Hunger-Striking Imprisoned Prominent Teachers’ Rights Activist in Poor Health
Esmail Abdi, the imprisoned former leader of Iran’s largest teachers’ union, is suffering from a severe drop in blood pressure and vertigo after nearly two weeks on hunger strike in Evin Prison.
“If something happens to my client, I will hold the judiciary chief, the Supreme Court, the prosecutor general, the Tehran prosecutor, the head of the Prisons Organization, the Intelligence Ministry and all other security agencies responsible for his life,” Abdi’s lawyer, Amir Salar Davoudi, told CHRI on May 3.
An informed source told the Center for Human Rights in Iran (CHRI) on May 11, 2017 that officials have not responded to Abdi’s demand for an end to the persecution of peaceful activists on false security charges.
In a letter announcing his hunger strike on April 30, Abdi, the former secretary general of the Iranian Teachers’ Trade Association, said he would continue to refuse food “until my case is investigated in a normal way outside the security apparatus.”
“Amidst deafening calls from officials for the rule of law, democracy, human rights and civil liberties in the post-nuclear deal (2015) era, we are witnessing the arrest of board members of teachers’ guilds and independent workers’ organizations, who are put on trials that last a few minutes and condemned on the basis of identical charges such as ‘acting against national security’ and ‘propaganda against the state,’” he wrote.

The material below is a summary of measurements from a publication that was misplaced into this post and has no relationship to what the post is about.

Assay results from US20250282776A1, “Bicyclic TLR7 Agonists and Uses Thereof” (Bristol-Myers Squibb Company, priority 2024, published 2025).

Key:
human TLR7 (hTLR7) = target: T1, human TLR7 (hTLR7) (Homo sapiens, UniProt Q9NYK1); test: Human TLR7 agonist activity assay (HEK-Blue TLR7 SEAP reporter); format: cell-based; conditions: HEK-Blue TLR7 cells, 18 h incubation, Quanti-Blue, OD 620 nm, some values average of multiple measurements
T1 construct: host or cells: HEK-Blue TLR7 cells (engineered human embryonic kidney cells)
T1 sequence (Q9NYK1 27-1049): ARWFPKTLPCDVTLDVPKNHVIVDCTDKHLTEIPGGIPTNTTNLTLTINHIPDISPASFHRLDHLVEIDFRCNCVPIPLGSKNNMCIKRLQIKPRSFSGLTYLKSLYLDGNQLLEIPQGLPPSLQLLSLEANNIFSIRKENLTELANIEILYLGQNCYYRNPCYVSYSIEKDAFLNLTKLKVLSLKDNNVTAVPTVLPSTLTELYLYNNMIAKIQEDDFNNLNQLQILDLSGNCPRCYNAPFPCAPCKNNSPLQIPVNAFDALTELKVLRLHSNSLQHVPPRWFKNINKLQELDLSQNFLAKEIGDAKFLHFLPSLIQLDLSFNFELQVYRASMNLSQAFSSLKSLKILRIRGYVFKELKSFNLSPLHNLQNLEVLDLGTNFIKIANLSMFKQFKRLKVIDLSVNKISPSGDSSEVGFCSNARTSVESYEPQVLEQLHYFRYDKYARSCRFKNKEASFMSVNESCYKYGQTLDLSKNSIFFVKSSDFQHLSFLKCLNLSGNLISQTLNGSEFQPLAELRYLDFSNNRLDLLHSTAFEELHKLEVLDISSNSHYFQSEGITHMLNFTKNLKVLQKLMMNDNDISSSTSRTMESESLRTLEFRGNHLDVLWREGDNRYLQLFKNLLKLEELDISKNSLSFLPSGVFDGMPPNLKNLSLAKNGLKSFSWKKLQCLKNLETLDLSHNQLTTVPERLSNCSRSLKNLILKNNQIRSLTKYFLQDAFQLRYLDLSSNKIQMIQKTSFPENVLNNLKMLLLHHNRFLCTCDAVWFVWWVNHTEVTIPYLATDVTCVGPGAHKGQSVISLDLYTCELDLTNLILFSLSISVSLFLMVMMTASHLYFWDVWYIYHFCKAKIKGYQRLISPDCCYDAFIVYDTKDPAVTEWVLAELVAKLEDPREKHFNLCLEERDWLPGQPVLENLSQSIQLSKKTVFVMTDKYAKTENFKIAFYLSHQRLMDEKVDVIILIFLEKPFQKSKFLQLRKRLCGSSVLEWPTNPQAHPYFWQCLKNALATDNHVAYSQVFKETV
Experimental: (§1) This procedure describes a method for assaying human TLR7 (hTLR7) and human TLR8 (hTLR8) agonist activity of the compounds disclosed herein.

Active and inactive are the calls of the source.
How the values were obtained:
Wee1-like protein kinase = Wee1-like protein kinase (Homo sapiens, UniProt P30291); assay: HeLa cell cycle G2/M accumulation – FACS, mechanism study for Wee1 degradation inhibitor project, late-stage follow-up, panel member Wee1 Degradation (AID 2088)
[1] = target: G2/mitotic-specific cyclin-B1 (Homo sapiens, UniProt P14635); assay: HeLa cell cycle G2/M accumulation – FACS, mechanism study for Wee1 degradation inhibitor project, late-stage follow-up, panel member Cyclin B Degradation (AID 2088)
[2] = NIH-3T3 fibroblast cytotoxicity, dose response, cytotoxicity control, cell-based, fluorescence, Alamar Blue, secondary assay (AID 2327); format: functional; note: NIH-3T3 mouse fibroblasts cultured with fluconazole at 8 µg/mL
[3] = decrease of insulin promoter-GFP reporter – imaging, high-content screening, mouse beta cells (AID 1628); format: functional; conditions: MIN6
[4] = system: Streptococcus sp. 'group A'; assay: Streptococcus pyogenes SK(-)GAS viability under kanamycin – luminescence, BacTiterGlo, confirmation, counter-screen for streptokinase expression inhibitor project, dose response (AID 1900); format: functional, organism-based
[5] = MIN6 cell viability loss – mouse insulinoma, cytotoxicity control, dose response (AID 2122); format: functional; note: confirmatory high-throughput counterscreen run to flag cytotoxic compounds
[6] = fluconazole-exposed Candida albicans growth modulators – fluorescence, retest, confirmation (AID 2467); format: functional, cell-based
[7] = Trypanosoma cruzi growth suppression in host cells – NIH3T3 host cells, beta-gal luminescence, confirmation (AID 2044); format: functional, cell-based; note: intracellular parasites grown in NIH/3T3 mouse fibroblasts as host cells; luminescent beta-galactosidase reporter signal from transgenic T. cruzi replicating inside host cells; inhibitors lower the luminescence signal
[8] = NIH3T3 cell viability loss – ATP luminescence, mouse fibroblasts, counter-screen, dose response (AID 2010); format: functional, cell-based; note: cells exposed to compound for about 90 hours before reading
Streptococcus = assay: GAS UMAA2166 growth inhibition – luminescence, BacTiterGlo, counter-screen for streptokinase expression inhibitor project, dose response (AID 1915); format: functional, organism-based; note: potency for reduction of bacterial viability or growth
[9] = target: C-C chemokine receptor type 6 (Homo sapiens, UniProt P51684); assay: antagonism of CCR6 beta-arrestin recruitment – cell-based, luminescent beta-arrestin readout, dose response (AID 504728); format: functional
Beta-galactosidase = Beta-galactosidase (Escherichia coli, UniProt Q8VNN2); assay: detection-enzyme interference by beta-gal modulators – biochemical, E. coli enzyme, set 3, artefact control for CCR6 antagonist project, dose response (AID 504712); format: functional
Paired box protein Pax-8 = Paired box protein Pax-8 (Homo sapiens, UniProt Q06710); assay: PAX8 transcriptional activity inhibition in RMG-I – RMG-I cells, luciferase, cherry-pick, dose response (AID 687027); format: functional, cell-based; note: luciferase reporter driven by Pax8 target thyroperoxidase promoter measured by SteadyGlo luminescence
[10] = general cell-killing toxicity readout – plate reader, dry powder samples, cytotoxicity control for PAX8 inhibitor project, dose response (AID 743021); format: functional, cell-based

Labor activism in Iran is seen as a national security offense; independent labor unions are not allowed to function, strikers are often fired and risk arrest, and labor leaders are consistently prosecuted under catchall national security charges and sentenced to long prison terms.
In November 2016, the former mathematics teacher began serving a six-year prison sentence for “propaganda against the state” and “collusion against national security.” The sentence was upheld in October 2016 by an Appeals Court in Tehran following pressure from the Islamic Revolutionary Guard Corps (IRGC).
In an October 2016 interview with CHRI after the Appeals Court’s decision, Abdi said he believed the judge was influenced by several alleged violations added to the indictment by the IRGC’s Sarallah Headquarters.
“On June 1 (2016) my lawyer and I appeared at Branch 36 of the Tehran Appeals Court. At the end of the trial, I asked for sentencing to be postponed so that I could have a chance to show that our activities were purely professional and not political in nature,” he said.
Security forces have detained Abdi four times between 2006 and 2009 for his peaceful activism. He was also issued a 10-year suspended prison sentence in 2011 by the Tehran Revolutionary Court for “propaganda against the state” and “revealing information about security matters.”
Several political and civil rights activists are currently suffering through different stages of their hunger strikes in Iranian prisons.